Yet it remains an uphill climb: A Black artist has not won album of the year since Herbie Hancock’s tribute to Joni Mitchell in 2008. A rap song won record and song of the year — two of the other so-called “big four” categories — for the first time in 2019, with “This Is America” by Childish Gambino. (Donald Glover, who performs as Childish Gambino, was not present to collect his awards.)
This year, artists like Beyoncé, who has not won a major award since 2010, and Roddy Ricch, a young Los Angeles rapper, are among the top nominees.
But despite her field-leading nine nominations and stated interest from the academy, Beyoncé will not perform at the show, marking the third time in the last four years that the top nominee will not grace the stage, following her husband Jay-Z (who went zero for eight in 2018) and Kendrick Lamar.
March 14, 2021, 5:58 p.m. ET
March 14, 2021, 5:58 p.m. ETThe 63rd annual Grammy Awards begin at 8 p.m. Eastern time, 5 p.m. Pacific on CBS.Credit…Abriel Bouys/AFP via, Getty Images
It’s pandemic awards-show season, which, thus far, has meant a lot of technological glitches and acceptance speeches given from the couch. But the executive producer of the Grammys on Sunday promises that this one won’t give you “Zoom fatigue.”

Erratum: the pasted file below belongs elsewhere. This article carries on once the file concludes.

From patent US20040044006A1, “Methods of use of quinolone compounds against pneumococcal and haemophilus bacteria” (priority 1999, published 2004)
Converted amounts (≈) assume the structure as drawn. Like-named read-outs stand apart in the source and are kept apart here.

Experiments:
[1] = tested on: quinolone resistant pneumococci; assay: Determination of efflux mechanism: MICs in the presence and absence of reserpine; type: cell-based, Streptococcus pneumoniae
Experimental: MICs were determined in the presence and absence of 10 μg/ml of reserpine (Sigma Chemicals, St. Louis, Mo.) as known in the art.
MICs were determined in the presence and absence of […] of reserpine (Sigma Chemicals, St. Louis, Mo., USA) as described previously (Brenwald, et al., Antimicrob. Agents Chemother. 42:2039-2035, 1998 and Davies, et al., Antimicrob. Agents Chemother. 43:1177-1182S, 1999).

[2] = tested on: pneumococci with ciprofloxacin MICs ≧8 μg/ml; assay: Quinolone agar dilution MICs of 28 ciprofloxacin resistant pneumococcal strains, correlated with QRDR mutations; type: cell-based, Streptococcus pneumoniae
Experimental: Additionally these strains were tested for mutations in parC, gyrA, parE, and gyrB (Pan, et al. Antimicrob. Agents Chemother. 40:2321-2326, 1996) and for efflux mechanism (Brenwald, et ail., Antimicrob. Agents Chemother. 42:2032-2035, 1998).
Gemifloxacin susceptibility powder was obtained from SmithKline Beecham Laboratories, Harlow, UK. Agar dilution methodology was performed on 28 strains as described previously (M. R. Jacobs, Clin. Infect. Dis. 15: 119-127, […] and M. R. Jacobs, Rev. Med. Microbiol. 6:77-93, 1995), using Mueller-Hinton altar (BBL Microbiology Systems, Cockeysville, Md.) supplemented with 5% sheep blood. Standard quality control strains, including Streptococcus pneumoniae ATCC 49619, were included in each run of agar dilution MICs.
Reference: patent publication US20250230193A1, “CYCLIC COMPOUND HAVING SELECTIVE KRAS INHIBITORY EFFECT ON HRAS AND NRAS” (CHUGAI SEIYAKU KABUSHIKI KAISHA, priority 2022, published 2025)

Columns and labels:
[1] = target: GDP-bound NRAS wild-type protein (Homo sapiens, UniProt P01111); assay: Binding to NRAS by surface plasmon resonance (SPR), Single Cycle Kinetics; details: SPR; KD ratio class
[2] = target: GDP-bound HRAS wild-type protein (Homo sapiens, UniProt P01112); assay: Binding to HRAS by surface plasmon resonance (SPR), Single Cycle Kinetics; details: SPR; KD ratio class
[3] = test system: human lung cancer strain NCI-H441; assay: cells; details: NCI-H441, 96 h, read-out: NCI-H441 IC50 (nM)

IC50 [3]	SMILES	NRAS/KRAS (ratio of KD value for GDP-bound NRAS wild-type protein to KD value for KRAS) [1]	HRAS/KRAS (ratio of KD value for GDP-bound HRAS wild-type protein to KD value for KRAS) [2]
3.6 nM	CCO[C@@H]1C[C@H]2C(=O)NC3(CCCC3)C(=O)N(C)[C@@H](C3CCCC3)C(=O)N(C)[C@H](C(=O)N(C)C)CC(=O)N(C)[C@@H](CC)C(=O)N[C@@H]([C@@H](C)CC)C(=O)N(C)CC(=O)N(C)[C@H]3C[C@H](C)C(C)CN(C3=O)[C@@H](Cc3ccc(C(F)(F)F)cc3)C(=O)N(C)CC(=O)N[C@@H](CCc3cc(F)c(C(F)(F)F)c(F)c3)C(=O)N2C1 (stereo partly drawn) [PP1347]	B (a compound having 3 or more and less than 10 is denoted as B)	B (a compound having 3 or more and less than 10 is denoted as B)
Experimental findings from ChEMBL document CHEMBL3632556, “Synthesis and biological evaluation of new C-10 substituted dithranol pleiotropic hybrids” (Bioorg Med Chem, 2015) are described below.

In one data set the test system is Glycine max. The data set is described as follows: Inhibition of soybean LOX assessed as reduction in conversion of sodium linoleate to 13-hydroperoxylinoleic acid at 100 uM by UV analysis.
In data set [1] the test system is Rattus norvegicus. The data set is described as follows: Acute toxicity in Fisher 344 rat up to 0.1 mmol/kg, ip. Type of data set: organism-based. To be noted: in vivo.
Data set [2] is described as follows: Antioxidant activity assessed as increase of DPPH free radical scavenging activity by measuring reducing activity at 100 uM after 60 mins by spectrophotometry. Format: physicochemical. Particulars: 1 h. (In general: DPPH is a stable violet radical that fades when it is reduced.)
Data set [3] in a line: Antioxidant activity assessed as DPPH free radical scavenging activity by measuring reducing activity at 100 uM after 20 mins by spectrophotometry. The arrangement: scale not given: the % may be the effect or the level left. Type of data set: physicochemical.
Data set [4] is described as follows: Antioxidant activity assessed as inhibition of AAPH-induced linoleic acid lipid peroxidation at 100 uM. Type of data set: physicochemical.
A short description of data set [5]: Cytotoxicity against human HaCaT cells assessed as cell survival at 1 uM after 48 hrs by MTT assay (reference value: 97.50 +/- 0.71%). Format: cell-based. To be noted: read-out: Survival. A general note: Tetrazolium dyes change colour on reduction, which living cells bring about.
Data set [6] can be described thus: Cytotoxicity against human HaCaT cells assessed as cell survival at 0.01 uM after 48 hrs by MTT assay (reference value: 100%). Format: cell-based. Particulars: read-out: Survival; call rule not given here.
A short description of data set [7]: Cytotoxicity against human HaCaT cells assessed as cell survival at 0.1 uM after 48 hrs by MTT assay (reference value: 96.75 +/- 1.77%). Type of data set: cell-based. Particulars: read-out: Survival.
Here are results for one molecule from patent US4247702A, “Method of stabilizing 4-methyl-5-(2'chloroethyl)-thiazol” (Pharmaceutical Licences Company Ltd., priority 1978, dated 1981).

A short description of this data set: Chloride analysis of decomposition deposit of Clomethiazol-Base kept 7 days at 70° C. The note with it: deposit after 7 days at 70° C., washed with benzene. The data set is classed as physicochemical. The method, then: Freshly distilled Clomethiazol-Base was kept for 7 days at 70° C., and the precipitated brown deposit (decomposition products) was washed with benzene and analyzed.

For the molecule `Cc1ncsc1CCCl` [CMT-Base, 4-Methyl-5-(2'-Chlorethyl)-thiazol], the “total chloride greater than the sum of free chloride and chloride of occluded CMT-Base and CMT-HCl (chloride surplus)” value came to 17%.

The 63rd annual Grammy Awards, hosted by Trevor Noah from “The Daily Show,” begin at 8 p.m. Eastern time, 5 p.m. Pacific. You can tune in on CBS or stream the show on Paramount+, a new streaming platform that recently replaced CBS All Access.
The Grammys preshow, which includes the red carpet stream, starts at 6:30 p.m. Eastern time. There will be the typical giddy interviews with stars and glimpses at the backstage setup. You can watch that on Grammy.com; it will also be streaming on Facebook Live.
An earlier Grammys ceremony started at 3 p.m. Eastern time, noon Pacific. Hosted by the singer-songwriter Jhené Aiko (a Grammy nominee herself), more than 70 Grammys were awarded at this ceremony, which streamed on Grammy.com and on the Grammys YouTube channel. The preshow ceremony also featured performances by several nominees, including the Nigerian singer-songwriter Burna Boy, the blues musician Jimmy “Duck” Holmes and the German pianist Igor Levit.
March 14, 2021, 5:58 p.m. ET